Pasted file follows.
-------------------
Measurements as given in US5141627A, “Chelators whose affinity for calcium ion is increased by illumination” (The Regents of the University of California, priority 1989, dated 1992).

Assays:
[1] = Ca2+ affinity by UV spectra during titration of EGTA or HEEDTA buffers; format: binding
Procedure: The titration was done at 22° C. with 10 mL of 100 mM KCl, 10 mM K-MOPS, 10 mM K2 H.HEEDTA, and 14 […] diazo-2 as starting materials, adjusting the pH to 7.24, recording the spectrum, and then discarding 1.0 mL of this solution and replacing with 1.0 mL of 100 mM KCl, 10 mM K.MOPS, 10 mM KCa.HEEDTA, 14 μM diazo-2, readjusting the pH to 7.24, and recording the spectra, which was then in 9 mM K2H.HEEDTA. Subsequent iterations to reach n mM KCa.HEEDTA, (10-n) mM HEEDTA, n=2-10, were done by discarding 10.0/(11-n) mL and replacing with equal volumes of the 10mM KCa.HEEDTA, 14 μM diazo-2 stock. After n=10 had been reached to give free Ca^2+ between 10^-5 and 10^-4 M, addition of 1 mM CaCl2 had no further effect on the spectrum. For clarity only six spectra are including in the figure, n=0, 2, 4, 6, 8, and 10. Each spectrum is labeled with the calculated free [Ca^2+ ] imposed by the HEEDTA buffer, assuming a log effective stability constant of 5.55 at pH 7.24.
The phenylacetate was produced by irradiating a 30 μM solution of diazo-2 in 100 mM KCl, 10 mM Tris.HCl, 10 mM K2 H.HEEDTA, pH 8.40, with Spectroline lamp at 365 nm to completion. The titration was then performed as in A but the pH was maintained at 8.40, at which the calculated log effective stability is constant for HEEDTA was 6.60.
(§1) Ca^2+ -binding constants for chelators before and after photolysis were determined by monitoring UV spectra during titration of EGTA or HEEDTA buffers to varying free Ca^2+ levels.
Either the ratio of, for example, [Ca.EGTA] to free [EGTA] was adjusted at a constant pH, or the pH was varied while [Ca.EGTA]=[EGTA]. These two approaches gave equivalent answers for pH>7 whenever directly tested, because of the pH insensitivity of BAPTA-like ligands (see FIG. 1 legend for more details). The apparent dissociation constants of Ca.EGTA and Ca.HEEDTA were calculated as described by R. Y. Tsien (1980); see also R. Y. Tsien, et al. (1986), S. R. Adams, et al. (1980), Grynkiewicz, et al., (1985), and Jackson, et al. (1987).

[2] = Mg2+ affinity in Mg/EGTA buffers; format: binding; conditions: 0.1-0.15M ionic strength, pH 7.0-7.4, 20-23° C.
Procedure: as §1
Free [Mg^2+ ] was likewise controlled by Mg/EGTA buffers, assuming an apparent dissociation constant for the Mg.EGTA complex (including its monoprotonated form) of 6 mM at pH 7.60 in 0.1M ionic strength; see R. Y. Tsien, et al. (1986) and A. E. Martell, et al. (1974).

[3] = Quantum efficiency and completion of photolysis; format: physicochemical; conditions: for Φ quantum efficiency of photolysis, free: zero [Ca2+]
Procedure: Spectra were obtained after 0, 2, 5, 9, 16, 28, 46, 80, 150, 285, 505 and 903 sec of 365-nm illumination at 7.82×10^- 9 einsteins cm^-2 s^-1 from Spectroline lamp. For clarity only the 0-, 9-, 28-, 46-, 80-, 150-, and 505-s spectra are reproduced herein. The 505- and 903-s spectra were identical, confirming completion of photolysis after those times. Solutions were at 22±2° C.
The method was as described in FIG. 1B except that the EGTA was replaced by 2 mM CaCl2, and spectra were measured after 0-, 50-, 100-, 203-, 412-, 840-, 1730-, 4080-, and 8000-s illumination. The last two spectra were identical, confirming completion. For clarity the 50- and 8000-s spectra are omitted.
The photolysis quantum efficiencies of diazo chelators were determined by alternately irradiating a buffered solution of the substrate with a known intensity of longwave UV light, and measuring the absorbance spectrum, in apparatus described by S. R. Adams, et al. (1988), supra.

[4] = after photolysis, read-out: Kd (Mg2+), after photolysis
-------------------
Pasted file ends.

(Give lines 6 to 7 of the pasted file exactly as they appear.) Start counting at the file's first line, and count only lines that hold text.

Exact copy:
(§1) Ca^2+ -binding constants for chelators before and after photolysis were determined by monitoring UV spectra during titration of EGTA or HEEDTA buffers to varying free Ca^2+ levels.
Either the ratio of, for example, [Ca.EGTA] to free [EGTA] was adjusted at a constant pH, or the pH was varied while [Ca.EGTA]=[EGTA]. These two approaches gave equivalent answers for pH>7 whenever directly tested, because of the pH insensitivity of BAPTA-like ligands (see FIG. 1 legend for more details). The apparent dissociation constants of Ca.EGTA and Ca.HEEDTA were calculated as described by R. Y. Tsien (1980); see also R. Y. Tsien, et al. (1986), S. R. Adams, et al. (1980), Grynkiewicz, et al., (1985), and Jackson, et al. (1987).